You started your own business two years ago. It has survived a critical time in the life of a business; the start-up phase. Your business is not of the ‘mom & Pop’ variety neither does it sell directly to consumers – it sells products to other businesses.
While feeling a great sense of achievement you are beginning to feel frustrated by your business’ lack of growth. Your income from the business has not yet matched the salary from the last job you had and you’re putting in 12 hour days six days a week. You’ve also not had a holiday during the past two years. You’re tired and irritable when you get home.
This may be your fault. You are unable to let go and feel that you have to be at the business all the time. You may have become a workaholic.
You may also feel that you cannot trust your staff to do anything right. If you reflect on this you may realise that this does not say much for your choice of staff. If you continue like this it will be detrimental to your health and family relationships. You have to learn to delegate. After all your previous employer had trusted you to make fairly weighty decisions. Consider why they did this – and ask yourself why you can’t do the same.
A good manager needs to spend a large part of their time coaching staff – but you feel you have to spend all your time carrying out operational activities. This could mean that you have lost sight of the ‘bigger picture’ – the market in which your business operates and factors in the economic environment which could cause problems for your business.
Surely in your initial business plan there were predictions for growth – or was your business plan knocked out by an accountant friend who could prepare the financials. And you only had a business plan prepared because the bank had asked for one. It is quite likely that the bank gave you finance, not because of the business plan, but because you signed personal guarantees and you own property worth far in excess of any loan from the bank. You’re not alone in this – many entrepreneurs do this forgetting that the most important person the business plan is prepared for is themselves.
It is never too late to plan. Read ‘Fundable business plans’ for guidance. Prepare a new business plan for yourself. It will, because of your past two years’ experience, be a useful guide to growing your business.
In addition you are now ready to consider doing a range of things in order to grow your business:
- See which of your customers are the most profitable. It may not be the biggest. Business owners take some comfort from big orders from big buyers. But these are usually at slim margins, they often take longer to pay and they have the power in the relationship. They also demand service out of proportion to the margins you are making on their business – their demands may make them unprofitable customers. Focus on profitable customers.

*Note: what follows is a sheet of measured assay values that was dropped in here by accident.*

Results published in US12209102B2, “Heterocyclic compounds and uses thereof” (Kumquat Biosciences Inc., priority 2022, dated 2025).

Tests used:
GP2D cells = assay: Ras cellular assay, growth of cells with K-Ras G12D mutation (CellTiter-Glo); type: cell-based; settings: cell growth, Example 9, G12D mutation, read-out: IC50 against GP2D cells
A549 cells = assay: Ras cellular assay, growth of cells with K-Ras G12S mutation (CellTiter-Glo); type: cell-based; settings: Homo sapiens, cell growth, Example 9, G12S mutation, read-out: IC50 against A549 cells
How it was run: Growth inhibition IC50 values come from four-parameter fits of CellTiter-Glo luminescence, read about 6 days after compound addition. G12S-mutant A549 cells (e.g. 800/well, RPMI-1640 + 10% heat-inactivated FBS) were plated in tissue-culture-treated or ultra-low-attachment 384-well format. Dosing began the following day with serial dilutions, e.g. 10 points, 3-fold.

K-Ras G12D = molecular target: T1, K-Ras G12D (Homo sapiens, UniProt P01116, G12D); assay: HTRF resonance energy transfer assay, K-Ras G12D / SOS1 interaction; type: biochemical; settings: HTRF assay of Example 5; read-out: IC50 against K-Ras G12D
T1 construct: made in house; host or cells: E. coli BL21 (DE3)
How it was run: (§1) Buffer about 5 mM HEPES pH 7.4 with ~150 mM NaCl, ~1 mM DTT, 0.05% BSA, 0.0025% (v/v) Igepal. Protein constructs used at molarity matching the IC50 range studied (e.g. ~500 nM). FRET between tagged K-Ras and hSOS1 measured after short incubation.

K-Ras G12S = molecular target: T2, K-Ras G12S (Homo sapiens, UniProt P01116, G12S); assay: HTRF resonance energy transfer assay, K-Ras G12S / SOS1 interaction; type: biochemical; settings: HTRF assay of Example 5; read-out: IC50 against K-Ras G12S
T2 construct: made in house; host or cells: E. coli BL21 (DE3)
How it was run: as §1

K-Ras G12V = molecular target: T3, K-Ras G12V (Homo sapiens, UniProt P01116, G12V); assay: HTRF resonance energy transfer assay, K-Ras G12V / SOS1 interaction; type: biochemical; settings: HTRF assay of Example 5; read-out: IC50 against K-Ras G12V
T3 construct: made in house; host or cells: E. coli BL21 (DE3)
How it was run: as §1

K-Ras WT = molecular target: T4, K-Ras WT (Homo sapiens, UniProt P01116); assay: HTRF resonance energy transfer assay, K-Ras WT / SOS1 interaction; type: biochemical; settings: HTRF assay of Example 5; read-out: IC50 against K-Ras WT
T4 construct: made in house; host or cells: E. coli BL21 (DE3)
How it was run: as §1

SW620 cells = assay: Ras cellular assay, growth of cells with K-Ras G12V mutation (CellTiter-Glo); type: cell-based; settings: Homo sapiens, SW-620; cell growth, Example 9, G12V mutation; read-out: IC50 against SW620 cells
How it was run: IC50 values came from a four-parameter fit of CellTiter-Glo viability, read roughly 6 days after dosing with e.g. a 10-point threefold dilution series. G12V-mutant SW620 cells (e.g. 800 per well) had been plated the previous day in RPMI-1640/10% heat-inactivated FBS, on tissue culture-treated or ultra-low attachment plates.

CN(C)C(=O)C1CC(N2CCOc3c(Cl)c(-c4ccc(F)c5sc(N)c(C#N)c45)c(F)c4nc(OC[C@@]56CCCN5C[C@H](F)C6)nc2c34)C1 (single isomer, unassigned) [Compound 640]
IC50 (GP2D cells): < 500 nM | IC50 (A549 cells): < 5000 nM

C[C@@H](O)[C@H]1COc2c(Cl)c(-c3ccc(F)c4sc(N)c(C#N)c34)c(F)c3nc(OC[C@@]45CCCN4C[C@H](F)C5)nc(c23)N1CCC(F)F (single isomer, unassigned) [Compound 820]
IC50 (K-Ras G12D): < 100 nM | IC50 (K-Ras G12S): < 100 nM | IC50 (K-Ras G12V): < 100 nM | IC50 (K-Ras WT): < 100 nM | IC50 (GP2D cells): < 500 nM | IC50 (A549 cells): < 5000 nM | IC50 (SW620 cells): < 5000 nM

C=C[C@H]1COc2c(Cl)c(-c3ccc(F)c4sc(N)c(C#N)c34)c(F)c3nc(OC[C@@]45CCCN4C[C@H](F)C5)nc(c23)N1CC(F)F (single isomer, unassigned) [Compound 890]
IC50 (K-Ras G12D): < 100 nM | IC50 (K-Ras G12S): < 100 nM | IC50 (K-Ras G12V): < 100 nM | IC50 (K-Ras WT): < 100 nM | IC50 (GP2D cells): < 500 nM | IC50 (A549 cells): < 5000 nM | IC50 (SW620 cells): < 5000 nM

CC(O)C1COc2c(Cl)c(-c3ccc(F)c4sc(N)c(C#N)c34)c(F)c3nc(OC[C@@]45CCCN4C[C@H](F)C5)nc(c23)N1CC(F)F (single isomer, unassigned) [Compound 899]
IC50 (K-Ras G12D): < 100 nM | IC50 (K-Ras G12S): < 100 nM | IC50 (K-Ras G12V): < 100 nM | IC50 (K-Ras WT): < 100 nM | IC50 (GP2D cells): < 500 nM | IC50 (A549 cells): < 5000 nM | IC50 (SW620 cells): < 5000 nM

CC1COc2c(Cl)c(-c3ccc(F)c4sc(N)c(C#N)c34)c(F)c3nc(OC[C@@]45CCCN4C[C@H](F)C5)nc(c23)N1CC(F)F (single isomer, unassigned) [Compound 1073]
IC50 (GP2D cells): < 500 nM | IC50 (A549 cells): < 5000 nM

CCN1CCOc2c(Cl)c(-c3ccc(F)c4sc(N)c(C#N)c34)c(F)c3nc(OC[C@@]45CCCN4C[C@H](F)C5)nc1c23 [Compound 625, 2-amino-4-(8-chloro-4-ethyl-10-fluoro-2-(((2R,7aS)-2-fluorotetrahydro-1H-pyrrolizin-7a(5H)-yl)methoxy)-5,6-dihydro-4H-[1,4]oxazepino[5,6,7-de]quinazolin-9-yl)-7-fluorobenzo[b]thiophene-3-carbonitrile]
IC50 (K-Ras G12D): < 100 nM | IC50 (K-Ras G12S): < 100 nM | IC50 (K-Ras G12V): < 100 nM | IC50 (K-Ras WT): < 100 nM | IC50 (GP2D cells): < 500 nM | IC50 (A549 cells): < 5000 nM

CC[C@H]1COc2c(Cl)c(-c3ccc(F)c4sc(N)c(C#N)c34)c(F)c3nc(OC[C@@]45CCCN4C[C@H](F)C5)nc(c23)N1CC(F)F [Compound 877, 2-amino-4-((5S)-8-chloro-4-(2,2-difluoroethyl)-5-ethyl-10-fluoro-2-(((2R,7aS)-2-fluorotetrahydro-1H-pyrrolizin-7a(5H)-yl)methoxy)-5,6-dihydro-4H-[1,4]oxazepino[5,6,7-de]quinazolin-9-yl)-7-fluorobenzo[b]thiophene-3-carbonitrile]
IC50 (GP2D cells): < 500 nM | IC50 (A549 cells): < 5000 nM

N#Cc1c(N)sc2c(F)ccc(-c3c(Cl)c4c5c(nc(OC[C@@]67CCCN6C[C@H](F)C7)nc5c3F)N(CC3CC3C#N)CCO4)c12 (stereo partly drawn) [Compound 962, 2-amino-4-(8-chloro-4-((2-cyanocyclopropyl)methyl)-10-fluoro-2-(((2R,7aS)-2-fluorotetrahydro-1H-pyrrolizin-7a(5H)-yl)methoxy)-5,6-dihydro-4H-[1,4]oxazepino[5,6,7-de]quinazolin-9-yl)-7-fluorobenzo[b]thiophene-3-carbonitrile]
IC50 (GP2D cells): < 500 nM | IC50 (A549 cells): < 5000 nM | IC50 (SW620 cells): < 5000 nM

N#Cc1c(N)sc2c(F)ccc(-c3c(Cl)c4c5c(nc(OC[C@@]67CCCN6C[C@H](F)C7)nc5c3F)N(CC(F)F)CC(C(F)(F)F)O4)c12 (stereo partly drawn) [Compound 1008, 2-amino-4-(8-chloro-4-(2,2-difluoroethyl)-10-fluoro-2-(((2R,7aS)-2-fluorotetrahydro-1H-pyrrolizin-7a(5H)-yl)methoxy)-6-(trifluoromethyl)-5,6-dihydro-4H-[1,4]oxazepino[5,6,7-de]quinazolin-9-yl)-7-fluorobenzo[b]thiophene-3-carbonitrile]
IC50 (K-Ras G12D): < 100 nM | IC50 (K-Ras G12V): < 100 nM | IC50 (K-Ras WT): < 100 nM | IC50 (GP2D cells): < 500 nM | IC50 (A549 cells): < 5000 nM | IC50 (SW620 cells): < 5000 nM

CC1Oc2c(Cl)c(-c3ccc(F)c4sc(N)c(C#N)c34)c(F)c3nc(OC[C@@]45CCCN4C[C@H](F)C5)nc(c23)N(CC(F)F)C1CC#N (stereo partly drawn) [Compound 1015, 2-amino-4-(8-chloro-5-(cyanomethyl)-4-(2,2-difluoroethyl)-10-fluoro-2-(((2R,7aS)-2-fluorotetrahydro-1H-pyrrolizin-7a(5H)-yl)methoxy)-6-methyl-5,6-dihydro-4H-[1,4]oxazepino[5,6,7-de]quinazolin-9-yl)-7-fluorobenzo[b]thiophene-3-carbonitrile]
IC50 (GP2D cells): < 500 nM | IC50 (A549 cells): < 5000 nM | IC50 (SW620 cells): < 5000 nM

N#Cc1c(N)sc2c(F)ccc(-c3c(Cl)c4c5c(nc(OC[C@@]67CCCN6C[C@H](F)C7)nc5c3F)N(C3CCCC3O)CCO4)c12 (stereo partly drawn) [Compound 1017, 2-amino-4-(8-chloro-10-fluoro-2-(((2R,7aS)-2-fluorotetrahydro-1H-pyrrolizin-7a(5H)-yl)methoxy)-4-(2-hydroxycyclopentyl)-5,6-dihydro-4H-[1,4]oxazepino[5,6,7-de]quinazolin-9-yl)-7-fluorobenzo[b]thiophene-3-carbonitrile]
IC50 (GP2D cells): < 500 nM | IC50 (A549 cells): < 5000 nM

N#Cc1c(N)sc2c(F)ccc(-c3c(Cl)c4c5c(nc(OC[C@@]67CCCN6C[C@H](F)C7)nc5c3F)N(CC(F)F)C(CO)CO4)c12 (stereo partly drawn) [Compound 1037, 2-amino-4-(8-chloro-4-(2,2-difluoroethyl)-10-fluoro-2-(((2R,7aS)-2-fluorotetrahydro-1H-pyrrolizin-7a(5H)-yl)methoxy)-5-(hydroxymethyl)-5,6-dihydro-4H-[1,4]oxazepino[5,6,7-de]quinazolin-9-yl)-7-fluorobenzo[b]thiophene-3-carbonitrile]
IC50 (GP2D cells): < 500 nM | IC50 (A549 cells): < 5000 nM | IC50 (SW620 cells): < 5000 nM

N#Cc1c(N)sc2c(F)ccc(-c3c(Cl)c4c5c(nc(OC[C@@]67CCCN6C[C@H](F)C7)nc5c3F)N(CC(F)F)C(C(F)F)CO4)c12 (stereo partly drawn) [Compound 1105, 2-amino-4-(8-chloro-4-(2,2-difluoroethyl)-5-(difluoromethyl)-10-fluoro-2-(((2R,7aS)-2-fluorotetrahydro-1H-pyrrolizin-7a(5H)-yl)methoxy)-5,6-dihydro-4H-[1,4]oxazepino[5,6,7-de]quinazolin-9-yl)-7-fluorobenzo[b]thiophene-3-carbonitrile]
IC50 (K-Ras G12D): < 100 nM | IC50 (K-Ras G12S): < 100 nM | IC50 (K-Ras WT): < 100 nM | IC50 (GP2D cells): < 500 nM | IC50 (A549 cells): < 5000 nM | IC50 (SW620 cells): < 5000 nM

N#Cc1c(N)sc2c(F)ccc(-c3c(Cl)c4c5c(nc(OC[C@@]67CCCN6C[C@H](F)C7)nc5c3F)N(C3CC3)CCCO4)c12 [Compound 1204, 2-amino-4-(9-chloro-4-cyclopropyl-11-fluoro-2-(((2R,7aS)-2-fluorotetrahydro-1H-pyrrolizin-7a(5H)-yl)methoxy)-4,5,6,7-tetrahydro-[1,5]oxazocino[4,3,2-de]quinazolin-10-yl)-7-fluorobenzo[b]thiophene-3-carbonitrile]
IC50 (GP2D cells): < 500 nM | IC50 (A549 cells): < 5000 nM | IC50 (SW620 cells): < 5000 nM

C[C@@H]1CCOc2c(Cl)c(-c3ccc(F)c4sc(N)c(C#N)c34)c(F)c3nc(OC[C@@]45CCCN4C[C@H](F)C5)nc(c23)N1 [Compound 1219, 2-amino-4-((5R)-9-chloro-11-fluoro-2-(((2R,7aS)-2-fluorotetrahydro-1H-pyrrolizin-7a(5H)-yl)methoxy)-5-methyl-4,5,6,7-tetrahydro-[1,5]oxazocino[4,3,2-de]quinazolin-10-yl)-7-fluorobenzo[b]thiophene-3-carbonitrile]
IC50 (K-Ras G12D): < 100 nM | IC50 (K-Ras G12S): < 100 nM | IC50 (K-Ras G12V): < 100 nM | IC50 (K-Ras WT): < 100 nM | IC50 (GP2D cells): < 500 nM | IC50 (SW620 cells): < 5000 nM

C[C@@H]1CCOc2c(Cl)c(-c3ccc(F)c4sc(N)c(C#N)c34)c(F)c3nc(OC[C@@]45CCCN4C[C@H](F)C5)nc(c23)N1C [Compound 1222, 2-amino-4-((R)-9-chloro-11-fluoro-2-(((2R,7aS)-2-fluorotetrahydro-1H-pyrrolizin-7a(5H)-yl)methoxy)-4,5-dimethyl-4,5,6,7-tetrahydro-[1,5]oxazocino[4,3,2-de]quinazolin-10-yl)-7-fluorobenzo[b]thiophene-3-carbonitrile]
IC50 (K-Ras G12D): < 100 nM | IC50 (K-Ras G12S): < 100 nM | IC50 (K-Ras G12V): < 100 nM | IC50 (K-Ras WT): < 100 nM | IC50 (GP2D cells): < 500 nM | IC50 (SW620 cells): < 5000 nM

- By now you should know your customers well. Consider if you can meet more of their needs by taking on a range of products which complement those you already sell to them. As you are already making calls on them, no additional selling expenses are incurred by you.
- Are you doing things that you could pay others to do for you? I often come across business owners who are fiddling around trying to do their own bookkeeping. Surely your time is more valuable than what you would have to pay a bookkeeper. By doing things that could be done by others you are wasting time that could be used to see existing and potential customers – and so grow your business.
- It may be time to beef up your management team. If you are your business’ technical strength and you also do all of the selling you should consider hiring a sales person capable of growing your customer base and sales volumes – this will leave you free to focus on product development. If you are the marketing force you may need to hire someone with technical expertise to develop better and new products.
- Many entrepreneurs view the accounting function as a necessary evil. A growing business needs financial expertise. Get some on board.
- Are you really qualified to hire people or do you merely hire people you think you will get on with in your business? You need to seek expertise in this area.
At this stage you’re probably thinking to yourself, “this is all good in theory but where will the money come from?”
When you prepare your new business plan you must allow for these costs. It may mean that you require extra funding. Growing businesses always need funding not only for additional costs (until additional profits fund them) but also to fund additional assets such as higher accounts receivables, inventories and equipment.
Your business plan is something you should review on a regular basis. This will enable you to modify it as you become aware of new factors within the market environment and within the business itself.
Be aware that the biggest challenge for you may be letting go – standing back so you can have a better view of your business as a whole.